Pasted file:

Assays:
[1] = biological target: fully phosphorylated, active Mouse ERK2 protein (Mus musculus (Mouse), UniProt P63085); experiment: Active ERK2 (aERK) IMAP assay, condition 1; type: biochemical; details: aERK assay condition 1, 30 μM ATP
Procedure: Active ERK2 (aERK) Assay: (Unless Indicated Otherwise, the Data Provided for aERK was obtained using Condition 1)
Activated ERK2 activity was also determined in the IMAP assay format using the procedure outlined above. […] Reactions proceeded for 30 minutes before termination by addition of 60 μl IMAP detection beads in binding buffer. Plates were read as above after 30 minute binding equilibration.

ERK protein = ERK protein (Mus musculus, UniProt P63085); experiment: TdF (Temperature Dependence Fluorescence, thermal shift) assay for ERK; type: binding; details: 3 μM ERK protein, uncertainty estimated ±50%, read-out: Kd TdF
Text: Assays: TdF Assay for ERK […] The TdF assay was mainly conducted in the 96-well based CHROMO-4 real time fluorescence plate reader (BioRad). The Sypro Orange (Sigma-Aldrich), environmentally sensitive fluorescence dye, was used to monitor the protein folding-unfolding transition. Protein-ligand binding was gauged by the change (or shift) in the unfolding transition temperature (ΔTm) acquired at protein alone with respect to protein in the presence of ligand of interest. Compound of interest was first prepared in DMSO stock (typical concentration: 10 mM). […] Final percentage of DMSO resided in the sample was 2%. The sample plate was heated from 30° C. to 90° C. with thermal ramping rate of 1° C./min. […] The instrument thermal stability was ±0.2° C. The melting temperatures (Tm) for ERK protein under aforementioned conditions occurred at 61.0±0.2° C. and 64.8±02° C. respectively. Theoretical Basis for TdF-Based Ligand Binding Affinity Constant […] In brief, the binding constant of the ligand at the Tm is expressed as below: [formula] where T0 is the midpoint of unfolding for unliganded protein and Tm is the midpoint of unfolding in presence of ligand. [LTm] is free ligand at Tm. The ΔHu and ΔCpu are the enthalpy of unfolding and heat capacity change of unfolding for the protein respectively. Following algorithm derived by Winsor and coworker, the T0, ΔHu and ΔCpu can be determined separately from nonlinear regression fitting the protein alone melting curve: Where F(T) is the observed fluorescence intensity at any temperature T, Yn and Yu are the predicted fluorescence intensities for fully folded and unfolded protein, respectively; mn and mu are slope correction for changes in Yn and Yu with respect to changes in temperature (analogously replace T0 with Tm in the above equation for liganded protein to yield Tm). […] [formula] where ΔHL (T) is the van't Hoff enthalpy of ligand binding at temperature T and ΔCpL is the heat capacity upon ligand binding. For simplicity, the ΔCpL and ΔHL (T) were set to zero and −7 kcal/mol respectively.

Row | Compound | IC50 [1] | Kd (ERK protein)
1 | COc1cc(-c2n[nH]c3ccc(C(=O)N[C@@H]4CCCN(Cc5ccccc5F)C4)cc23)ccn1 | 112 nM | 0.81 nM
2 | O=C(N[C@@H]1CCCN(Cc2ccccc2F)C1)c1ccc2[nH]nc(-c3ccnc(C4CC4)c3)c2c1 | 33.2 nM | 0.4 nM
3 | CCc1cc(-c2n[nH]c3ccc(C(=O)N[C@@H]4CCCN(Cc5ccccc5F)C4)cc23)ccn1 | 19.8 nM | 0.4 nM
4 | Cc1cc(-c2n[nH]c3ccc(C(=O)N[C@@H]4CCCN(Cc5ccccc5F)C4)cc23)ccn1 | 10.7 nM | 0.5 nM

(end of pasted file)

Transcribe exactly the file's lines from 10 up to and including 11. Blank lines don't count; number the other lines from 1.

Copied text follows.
3 | CCc1cc(-c2n[nH]c3ccc(C(=O)N[C@@H]4CCCN(Cc5ccccc5F)C4)cc23)ccn1 | 19.8 nM | 0.4 nM
4 | Cc1cc(-c2n[nH]c3ccc(C(=O)N[C@@H]4CCCN(Cc5ccccc5F)C4)cc23)ccn1 | 10.7 nM | 0.5 nM